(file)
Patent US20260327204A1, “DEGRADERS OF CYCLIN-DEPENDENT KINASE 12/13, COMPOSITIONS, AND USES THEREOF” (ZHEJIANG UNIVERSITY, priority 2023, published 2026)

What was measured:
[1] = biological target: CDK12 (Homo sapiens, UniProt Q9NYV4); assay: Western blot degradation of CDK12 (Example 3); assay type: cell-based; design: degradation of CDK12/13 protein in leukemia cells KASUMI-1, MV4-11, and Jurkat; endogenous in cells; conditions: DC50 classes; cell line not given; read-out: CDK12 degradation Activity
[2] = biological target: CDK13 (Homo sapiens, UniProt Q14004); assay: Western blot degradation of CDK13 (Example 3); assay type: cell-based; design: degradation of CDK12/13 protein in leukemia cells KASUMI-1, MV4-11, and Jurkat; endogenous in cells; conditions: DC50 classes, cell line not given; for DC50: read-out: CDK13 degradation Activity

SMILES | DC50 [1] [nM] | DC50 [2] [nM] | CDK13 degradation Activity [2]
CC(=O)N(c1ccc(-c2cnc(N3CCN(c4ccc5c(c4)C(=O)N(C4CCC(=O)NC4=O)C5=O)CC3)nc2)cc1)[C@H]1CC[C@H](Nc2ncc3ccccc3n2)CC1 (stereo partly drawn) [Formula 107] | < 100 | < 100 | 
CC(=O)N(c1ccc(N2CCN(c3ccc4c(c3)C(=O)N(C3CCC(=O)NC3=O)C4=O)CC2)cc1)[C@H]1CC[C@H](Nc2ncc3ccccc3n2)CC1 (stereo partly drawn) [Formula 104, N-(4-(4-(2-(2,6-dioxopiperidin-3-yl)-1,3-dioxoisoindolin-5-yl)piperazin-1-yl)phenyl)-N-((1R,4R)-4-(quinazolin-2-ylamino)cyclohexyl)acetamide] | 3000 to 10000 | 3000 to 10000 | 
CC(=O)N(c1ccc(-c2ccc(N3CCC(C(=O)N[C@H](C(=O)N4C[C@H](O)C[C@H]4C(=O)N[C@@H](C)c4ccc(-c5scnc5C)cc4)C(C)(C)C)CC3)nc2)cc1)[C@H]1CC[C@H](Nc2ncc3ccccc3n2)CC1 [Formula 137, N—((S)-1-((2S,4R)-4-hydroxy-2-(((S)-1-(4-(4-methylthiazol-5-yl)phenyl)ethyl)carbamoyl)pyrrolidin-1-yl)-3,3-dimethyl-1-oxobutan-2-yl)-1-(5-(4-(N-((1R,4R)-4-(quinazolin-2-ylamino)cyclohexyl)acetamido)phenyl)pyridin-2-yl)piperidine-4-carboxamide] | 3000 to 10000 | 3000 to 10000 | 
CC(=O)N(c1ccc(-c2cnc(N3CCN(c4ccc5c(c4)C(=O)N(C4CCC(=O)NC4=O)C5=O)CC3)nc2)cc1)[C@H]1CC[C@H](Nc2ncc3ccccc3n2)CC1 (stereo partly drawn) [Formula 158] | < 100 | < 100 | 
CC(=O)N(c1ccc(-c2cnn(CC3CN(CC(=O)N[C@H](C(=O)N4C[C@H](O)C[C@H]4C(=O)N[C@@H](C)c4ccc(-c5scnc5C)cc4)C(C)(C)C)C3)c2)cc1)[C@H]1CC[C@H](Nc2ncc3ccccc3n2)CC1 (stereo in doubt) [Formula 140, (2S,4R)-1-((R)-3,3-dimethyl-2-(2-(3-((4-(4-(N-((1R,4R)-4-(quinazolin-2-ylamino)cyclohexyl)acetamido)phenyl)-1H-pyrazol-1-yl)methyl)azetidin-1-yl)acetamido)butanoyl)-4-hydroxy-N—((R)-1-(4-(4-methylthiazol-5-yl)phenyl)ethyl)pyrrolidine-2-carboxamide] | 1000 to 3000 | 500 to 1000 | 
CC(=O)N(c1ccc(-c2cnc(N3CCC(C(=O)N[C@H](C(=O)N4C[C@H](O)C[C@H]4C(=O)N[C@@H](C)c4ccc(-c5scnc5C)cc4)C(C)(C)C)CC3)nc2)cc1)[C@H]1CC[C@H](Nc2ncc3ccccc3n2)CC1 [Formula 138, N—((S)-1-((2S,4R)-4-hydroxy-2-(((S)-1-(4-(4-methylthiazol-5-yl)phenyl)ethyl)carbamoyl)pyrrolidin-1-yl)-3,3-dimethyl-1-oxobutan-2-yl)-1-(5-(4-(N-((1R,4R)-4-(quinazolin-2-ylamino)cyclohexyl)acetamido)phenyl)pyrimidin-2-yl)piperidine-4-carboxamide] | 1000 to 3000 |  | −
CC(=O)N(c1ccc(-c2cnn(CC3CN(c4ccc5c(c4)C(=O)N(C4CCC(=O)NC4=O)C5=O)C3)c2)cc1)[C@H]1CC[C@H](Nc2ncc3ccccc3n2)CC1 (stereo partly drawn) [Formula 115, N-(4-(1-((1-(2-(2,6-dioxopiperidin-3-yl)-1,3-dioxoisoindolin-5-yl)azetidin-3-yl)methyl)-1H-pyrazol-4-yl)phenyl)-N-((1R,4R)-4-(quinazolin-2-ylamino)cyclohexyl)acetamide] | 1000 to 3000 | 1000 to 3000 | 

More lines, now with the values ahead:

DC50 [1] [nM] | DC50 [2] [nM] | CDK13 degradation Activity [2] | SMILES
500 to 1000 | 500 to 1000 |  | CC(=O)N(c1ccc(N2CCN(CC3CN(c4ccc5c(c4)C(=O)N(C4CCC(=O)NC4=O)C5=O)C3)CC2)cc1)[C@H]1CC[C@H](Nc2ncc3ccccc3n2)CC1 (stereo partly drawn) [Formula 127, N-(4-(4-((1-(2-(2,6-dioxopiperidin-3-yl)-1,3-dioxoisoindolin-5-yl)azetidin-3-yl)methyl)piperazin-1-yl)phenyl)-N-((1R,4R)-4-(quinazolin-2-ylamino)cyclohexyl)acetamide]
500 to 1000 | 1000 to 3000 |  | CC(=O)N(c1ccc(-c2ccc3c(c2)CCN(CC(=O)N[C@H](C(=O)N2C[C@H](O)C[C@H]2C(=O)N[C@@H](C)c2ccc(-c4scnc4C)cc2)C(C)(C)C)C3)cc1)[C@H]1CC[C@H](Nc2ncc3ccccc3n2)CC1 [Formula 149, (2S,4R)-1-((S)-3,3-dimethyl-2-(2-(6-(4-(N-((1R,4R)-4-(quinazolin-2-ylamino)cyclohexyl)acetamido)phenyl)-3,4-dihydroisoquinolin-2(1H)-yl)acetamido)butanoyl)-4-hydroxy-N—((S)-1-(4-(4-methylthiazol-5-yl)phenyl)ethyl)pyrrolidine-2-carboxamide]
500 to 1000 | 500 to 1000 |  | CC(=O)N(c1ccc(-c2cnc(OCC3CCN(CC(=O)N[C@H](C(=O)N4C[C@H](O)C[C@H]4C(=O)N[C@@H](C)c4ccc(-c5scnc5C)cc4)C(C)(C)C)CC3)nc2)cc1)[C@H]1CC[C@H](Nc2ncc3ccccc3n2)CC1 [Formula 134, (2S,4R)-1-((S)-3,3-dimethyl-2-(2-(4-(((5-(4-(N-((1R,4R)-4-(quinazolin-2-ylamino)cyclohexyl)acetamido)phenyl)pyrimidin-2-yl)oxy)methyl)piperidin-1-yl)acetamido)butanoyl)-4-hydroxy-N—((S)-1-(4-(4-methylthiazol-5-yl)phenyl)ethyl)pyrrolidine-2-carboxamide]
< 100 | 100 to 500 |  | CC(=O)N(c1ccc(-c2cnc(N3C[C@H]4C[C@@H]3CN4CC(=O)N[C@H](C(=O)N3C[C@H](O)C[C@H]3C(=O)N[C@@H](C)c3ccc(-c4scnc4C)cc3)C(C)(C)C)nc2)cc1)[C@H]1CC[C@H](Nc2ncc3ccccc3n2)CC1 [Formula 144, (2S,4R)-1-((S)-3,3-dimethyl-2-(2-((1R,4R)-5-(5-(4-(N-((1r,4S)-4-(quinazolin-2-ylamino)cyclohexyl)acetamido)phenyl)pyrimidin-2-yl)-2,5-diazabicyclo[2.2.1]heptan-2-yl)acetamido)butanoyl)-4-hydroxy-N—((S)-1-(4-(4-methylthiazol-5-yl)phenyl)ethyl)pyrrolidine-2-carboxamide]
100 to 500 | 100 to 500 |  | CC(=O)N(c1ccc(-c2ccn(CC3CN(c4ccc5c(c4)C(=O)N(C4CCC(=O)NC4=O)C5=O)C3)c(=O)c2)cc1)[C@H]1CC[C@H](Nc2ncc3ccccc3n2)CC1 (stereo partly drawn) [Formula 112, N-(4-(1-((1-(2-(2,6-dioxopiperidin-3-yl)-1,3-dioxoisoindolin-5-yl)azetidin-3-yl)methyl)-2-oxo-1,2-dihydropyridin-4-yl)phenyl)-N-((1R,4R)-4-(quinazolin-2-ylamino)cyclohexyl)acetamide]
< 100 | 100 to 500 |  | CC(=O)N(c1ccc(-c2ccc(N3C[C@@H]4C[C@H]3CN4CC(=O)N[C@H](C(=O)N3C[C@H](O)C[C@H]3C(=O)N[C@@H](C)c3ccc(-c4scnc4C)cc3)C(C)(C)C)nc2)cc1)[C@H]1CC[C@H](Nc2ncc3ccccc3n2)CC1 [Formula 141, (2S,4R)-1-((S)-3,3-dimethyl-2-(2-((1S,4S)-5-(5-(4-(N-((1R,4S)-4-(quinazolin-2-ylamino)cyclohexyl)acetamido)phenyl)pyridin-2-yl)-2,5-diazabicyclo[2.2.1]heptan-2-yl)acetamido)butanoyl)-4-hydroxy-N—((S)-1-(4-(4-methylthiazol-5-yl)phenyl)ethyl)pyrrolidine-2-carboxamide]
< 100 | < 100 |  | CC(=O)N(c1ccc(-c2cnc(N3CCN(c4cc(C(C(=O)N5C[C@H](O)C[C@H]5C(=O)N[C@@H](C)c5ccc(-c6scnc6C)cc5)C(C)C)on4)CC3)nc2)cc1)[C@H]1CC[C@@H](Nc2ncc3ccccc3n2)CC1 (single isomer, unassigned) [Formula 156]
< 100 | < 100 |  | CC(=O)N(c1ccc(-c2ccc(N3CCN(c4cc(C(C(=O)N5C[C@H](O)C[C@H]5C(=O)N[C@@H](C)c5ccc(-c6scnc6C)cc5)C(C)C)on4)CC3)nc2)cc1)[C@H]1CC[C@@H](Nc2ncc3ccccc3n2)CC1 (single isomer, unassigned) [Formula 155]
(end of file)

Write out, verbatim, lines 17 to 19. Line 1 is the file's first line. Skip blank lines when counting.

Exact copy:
500 to 1000 | 500 to 1000 |  | CC(=O)N(c1ccc(-c2cnc(OCC3CCN(CC(=O)N[C@H](C(=O)N4C[C@H](O)C[C@H]4C(=O)N[C@@H](C)c4ccc(-c5scnc5C)cc4)C(C)(C)C)CC3)nc2)cc1)[C@H]1CC[C@H](Nc2ncc3ccccc3n2)CC1 [Formula 134, (2S,4R)-1-((S)-3,3-dimethyl-2-(2-(4-(((5-(4-(N-((1R,4R)-4-(quinazolin-2-ylamino)cyclohexyl)acetamido)phenyl)pyrimidin-2-yl)oxy)methyl)piperidin-1-yl)acetamido)butanoyl)-4-hydroxy-N—((S)-1-(4-(4-methylthiazol-5-yl)phenyl)ethyl)pyrrolidine-2-carboxamide]
< 100 | 100 to 500 |  | CC(=O)N(c1ccc(-c2cnc(N3C[C@H]4C[C@@H]3CN4CC(=O)N[C@H](C(=O)N3C[C@H](O)C[C@H]3C(=O)N[C@@H](C)c3ccc(-c4scnc4C)cc3)C(C)(C)C)nc2)cc1)[C@H]1CC[C@H](Nc2ncc3ccccc3n2)CC1 [Formula 144, (2S,4R)-1-((S)-3,3-dimethyl-2-(2-((1R,4R)-5-(5-(4-(N-((1r,4S)-4-(quinazolin-2-ylamino)cyclohexyl)acetamido)phenyl)pyrimidin-2-yl)-2,5-diazabicyclo[2.2.1]heptan-2-yl)acetamido)butanoyl)-4-hydroxy-N—((S)-1-(4-(4-methylthiazol-5-yl)phenyl)ethyl)pyrrolidine-2-carboxamide]
100 to 500 | 100 to 500 |  | CC(=O)N(c1ccc(-c2ccn(CC3CN(c4ccc5c(c4)C(=O)N(C4CCC(=O)NC4=O)C5=O)C3)c(=O)c2)cc1)[C@H]1CC[C@H](Nc2ncc3ccccc3n2)CC1 (stereo partly drawn) [Formula 112, N-(4-(1-((1-(2-(2,6-dioxopiperidin-3-yl)-1,3-dioxoisoindolin-5-yl)azetidin-3-yl)methyl)-2-oxo-1,2-dihydropyridin-4-yl)phenyl)-N-((1R,4R)-4-(quinazolin-2-ylamino)cyclohexyl)acetamide]